The body of evidence linking autism to environmental causes continues to grow with the release this month of a new study showing increased rates of autism are associated with the exposure of pregnant mothers to the long-banned pesticide DDT. This study and many others are strong indicators that “autism” is the result of environmental exposures, yet the vast majority of research effort into the causes of autism is still focused on dead-end genetic studies. The Combating Autism Act/Autism CARES Act is up for reauthorization by Congress in 2019. We are only spending about $200 million per year on autism research (which is about the budget of a midsized school district) and much of that is misdirected.
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Association of Maternal Insecticide Levels with Autism in Offspring from a National Birth Cohort, https://ajp.psychiatryonline.org/doi/10.1176/appi.ajp.2018... looked at pregnant mothers and their children in Finland who were exposed to DDT or PCBs, a now banned carcinogenic industrial chemical. No significant correlation was found with PCBs. The study does not conclusively prove that DDT causes autism, but it joins a growing body of evidence linking multiple environmental exposures during pregnancy, especially biocides, to elevated rates of autism.
- In 2012 a study from California’s MIND Institute associated increased autism rates to exposure of pregnant mothers to agricultural pesticides.
- In 2016 a study associated increased autism rates to exposure pf pregnant mothers to pesticides sprayed for mosquito control in New York.
- Multiple studies have associated the ubiquitous herbicide glyphosate (Monsanto’s Round Up ®) with elevated autism rates.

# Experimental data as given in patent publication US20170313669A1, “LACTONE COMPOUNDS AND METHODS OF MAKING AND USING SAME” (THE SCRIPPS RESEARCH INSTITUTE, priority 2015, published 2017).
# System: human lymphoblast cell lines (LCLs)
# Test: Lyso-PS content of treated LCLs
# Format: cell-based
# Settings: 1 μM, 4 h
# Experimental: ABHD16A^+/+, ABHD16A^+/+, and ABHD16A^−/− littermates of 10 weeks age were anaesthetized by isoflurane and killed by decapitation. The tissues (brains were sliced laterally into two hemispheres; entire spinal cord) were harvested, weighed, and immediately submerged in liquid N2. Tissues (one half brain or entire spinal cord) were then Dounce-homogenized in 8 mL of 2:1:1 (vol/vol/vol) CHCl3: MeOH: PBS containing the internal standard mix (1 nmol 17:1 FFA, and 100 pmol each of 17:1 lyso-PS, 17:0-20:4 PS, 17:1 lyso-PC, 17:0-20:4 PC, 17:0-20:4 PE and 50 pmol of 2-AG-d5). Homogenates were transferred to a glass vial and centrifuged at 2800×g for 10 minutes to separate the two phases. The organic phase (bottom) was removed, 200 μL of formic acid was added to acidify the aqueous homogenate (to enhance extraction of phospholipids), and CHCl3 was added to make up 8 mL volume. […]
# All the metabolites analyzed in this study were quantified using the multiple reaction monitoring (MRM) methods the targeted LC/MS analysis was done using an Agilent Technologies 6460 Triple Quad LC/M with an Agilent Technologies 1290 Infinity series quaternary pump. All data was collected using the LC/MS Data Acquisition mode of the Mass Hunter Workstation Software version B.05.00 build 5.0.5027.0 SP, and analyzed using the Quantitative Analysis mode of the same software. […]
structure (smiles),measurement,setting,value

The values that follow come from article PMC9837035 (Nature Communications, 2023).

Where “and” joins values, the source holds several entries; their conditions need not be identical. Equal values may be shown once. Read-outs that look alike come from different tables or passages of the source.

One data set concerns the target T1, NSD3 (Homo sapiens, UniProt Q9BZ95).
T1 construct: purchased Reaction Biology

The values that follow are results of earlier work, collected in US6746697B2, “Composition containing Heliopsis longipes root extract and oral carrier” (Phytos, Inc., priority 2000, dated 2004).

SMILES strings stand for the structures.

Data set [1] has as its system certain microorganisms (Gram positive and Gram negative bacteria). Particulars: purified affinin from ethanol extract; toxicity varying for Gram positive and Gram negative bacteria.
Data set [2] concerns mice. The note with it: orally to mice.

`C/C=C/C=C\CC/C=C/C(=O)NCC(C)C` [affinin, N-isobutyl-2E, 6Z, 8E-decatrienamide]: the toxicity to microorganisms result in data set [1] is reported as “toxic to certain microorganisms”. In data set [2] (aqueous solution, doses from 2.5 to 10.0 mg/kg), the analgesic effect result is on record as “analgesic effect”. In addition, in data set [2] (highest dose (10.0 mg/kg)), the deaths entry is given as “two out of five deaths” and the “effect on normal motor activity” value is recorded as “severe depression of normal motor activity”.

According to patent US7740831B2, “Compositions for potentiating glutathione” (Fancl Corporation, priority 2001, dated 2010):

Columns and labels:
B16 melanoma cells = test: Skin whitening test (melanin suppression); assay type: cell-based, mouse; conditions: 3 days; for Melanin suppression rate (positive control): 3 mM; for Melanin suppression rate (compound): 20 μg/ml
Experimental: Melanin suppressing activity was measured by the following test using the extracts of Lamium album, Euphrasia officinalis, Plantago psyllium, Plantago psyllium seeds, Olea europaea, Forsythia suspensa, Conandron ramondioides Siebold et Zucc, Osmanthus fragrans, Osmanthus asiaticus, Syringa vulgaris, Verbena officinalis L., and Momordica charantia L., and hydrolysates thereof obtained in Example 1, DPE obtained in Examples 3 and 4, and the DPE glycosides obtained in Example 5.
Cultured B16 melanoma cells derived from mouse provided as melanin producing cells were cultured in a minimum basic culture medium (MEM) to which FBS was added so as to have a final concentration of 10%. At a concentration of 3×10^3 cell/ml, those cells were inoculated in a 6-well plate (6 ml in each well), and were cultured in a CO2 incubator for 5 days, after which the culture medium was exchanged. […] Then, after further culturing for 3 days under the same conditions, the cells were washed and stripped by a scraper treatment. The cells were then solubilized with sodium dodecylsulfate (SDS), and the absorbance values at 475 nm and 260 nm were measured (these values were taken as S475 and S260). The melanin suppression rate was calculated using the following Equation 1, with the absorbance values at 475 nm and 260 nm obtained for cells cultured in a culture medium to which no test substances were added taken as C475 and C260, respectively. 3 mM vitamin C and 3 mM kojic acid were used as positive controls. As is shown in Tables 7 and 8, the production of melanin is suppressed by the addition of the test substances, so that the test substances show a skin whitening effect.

DDT was used extensively for decades beginning in the 1930s to control insects, especially mosquitoes, that spread disease like malaria, dengue fever and typhus. It was such an effective insecticide that the investigator who discovered these properties won a Nobel Prize in 1948. The publication in 1962, however, of Rachel Carson’s book Silent Spring,that connected the use of DDT to environmental damage, especially the decimation of predator bird populations, led eventually to the banning of DDT in the US in 1972 and later in much of the world. DDT is a stable molecule and persists in the environment. DDT is lipophilic, it bonds to fat molecules, and the human brain is mostly fat. It shouldn’t come as completely surprising that substances introduced into the environment to kill living things, frequently by interfering with animals’ nervous systems, could have potential serious consequences for some humans.
When the Combating Autism Act/Autism CARES Act is re-authorized there needs to be a substantial increase in the resources devoted to autism which is now the leading disabling disease of American children. And the focus needs to be on the environmental exposures which are causing autism, not another decade of genetic studies.
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